On Sunday, I will reach the 1,000-day mark of sobriety. Yeah! With the help of God! Unfortunately, there’s no coin for 1,000 days sober!!
But I’ve been feeling guilty about how I’ve been “doing” my program. I’ve talked to my sponsor only a handful of times in the past 3 months, and not in any kind of depth. I haven’t been attending meetings complaining, “I’m too busy!” When I need to drag myself out of the house after dinner for a night meeting, I find myself just not wanting to go out again. I want to be in my pj’s, have dinner and watch the end of the world (the news.)
So, guilt has been my main emotion when reflecting on my recovery. Yesterday my sponsor called me. I’m glad she did because as each day that went by without touching base felt a little more awkward knowing I wasn’t doing what I was “supposed to do.” So, I was relieved when she called me to check in. I immediately shared with her my guilt, and she responded in a way I didn’t expect. She said, “everyone has their own way of doing recovery. You need to find your way and if it works, GREAT. All I can do is tell you what has worked for me.” With that, relief washed over me. I was given permission, which surprisingly is what I was looking for, to do my program my way.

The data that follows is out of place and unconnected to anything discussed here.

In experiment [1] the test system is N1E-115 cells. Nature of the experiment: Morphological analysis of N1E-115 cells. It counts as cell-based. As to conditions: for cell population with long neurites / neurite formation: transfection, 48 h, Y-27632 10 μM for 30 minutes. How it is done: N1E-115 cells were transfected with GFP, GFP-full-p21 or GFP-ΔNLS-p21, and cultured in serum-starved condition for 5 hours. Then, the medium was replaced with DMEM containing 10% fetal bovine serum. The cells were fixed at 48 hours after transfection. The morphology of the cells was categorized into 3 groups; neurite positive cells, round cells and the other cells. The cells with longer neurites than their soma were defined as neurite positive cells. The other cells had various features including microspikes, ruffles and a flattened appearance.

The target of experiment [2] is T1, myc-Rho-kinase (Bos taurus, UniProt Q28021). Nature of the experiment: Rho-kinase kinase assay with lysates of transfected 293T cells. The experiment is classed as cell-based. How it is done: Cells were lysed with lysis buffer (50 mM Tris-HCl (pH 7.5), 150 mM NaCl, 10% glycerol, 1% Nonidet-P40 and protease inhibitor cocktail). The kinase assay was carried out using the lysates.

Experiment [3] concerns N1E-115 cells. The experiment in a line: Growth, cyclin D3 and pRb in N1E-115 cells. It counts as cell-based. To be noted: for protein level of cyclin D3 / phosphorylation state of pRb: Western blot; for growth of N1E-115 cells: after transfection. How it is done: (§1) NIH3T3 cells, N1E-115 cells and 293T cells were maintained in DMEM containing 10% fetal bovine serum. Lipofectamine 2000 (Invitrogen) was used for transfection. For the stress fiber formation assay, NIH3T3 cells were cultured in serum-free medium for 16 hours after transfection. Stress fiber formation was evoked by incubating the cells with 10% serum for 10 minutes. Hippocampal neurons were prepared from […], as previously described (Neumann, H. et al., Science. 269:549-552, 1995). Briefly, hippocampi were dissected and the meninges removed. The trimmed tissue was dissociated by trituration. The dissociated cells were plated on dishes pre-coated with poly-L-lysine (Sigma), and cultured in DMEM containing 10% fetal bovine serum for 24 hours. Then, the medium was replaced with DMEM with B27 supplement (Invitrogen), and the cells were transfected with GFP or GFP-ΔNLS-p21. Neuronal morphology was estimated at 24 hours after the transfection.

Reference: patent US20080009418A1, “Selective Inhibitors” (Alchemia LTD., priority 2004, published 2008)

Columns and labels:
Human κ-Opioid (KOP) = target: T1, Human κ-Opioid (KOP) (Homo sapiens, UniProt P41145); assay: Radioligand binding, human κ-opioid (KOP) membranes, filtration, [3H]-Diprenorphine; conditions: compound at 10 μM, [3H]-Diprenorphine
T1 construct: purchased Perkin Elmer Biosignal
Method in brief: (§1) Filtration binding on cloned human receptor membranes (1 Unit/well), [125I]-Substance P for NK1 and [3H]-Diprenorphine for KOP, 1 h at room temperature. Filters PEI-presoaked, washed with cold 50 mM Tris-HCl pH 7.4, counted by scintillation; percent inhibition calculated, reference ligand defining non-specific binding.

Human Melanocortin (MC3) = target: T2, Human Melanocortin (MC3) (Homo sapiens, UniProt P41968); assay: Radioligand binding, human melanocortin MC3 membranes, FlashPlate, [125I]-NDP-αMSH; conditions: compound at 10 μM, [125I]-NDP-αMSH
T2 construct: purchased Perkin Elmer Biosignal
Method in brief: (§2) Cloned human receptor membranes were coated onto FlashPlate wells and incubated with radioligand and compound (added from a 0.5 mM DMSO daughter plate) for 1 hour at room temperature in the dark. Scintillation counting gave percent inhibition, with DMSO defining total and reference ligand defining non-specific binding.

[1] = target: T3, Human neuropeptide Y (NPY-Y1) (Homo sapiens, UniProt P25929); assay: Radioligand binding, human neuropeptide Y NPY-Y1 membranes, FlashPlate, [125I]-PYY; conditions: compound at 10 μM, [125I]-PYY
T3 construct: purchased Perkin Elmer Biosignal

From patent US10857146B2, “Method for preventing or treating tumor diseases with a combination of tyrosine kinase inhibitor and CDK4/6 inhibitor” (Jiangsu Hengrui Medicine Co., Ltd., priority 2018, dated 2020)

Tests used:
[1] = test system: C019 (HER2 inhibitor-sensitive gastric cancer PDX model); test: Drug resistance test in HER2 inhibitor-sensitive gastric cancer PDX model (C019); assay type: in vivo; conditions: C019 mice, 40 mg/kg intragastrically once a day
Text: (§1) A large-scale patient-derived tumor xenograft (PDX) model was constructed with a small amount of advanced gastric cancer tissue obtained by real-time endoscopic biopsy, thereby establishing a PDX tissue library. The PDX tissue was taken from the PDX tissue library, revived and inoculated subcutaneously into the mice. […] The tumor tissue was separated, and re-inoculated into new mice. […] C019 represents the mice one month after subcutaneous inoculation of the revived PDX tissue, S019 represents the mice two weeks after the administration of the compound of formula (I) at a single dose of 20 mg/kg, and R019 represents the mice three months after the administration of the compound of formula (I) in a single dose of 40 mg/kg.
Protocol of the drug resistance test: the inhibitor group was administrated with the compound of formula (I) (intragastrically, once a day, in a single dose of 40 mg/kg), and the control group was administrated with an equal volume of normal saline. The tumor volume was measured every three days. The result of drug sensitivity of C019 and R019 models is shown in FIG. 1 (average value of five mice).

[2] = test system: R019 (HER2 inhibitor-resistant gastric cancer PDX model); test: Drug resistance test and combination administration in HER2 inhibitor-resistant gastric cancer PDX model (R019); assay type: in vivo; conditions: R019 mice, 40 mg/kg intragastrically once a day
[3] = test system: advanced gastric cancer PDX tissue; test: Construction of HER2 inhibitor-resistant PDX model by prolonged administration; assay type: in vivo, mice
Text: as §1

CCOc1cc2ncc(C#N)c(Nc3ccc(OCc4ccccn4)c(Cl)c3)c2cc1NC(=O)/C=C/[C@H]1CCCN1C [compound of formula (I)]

In reflection, it reminded me of church, yet again. People will come to me feeling guilty when they haven’t attended worship due to a variety of reasons. And I respond with the same answer to each person: “You’re on your own journey. You need to do what is right for you. We’re always here when you need us or want to join us on a regular basis, but remember, “no matter who you are or where you are on your faith journey, you are loved by God and welcome here.”
I feel the same way about my AA family, even though I don’t see them very often. I always feel that their message to me is, “No matter who you are or where you are in your recovery, you are loved by your Higher Power and welcome here.”
For me, this is just another way that AA is church.